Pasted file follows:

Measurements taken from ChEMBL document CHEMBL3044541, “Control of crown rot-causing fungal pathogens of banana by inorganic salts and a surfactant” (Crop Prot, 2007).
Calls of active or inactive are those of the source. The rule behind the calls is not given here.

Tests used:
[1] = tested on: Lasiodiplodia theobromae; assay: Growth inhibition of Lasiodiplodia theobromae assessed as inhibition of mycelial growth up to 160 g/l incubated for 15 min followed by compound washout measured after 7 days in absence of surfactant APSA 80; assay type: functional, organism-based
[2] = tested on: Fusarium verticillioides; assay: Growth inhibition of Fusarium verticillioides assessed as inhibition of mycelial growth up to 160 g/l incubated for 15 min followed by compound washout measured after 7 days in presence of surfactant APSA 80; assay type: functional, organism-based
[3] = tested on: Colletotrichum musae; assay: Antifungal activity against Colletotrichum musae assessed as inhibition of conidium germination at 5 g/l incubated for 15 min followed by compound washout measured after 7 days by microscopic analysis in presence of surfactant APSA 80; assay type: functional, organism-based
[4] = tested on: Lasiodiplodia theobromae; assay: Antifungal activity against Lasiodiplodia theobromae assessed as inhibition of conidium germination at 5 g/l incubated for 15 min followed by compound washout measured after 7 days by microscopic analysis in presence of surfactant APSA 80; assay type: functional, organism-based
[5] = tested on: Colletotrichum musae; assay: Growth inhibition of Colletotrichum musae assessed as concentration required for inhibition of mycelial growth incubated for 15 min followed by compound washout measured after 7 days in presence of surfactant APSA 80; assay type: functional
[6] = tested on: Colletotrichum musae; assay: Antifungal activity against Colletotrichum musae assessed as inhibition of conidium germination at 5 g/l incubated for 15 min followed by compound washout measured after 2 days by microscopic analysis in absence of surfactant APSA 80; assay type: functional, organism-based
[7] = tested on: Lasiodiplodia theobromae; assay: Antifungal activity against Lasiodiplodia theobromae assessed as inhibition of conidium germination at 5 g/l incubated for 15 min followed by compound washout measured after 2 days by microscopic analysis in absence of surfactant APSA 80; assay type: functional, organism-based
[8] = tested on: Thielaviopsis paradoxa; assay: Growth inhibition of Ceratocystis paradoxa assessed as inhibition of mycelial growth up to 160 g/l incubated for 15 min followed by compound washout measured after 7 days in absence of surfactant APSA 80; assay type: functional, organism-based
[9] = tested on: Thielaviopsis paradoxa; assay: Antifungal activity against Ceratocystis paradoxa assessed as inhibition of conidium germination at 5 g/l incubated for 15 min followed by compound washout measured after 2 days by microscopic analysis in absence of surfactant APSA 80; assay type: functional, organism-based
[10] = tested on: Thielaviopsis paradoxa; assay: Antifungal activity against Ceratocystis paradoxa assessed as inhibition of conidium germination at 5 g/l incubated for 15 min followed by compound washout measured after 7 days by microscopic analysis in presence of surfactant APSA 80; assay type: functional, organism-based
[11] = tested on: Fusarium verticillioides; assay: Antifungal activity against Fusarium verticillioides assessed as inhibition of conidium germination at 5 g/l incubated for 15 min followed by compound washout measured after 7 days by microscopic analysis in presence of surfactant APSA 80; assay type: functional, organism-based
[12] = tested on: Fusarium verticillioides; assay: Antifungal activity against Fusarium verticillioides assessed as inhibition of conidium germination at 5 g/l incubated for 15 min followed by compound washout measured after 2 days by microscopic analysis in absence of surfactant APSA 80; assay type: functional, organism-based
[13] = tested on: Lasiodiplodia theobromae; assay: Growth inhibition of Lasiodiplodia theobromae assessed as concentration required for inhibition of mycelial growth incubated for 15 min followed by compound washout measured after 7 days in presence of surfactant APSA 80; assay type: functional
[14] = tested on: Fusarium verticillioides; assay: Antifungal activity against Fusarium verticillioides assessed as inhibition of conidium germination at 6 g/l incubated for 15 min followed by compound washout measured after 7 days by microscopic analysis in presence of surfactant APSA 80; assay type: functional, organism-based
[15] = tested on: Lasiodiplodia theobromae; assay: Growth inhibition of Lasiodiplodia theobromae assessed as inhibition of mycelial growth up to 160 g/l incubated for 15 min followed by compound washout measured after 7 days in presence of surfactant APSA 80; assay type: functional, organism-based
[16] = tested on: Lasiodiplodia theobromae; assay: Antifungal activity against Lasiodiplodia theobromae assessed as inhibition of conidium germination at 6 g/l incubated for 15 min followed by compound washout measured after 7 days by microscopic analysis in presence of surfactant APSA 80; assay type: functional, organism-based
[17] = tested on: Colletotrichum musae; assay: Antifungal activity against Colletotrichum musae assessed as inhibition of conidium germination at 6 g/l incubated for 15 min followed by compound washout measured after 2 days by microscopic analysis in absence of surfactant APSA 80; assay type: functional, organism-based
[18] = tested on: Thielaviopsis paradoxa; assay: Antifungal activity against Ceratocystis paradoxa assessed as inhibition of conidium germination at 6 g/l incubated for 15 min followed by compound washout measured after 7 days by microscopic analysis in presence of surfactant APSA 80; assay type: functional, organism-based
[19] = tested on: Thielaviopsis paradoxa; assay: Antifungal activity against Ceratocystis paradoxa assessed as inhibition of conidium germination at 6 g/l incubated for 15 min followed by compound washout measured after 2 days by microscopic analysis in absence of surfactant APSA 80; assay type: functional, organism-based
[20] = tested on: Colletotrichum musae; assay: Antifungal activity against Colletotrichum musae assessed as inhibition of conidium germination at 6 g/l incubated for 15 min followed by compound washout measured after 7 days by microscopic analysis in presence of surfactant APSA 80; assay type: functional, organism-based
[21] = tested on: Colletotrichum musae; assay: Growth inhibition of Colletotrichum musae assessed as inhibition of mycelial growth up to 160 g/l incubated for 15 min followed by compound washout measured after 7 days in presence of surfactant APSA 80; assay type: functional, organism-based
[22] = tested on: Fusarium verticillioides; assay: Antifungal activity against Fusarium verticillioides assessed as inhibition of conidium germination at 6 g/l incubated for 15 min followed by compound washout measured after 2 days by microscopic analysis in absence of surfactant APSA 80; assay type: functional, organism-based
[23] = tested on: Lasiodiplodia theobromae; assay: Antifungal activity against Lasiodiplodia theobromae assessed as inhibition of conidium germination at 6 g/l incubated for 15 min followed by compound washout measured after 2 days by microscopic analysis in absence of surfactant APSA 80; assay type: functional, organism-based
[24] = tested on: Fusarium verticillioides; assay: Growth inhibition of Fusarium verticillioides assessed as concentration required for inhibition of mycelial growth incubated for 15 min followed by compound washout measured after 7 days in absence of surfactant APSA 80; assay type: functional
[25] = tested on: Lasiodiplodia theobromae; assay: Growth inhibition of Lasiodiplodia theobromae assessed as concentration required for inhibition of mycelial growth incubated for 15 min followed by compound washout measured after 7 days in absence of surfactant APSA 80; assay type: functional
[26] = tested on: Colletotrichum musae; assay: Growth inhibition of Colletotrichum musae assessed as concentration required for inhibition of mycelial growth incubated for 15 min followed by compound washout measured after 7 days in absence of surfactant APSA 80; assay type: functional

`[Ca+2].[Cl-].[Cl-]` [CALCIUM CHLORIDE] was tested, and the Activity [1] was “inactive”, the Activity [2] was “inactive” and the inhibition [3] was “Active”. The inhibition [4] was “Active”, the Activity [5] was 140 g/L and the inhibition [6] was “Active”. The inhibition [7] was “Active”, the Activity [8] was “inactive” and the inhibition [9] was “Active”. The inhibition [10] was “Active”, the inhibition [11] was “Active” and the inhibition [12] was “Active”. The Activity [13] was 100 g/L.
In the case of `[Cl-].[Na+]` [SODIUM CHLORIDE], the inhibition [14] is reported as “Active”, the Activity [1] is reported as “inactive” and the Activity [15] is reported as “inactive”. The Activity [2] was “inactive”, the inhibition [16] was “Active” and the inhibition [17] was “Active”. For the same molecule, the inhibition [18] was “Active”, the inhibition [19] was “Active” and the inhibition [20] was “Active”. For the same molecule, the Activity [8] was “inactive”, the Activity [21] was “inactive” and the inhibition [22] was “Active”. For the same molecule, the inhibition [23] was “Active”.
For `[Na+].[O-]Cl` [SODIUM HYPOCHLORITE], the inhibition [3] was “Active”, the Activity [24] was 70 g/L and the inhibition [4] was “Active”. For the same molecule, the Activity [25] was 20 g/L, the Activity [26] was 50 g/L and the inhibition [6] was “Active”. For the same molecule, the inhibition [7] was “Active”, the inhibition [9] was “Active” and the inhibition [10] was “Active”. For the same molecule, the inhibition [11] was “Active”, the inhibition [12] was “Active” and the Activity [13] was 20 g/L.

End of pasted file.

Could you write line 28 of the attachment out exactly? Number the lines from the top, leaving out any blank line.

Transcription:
[25] = tested on: Lasiodiplodia theobromae; assay: Growth inhibition of Lasiodiplodia theobromae assessed as concentration required for inhibition of mycelial growth incubated for 15 min followed by compound washout measured after 7 days in absence of surfactant APSA 80; assay type: functional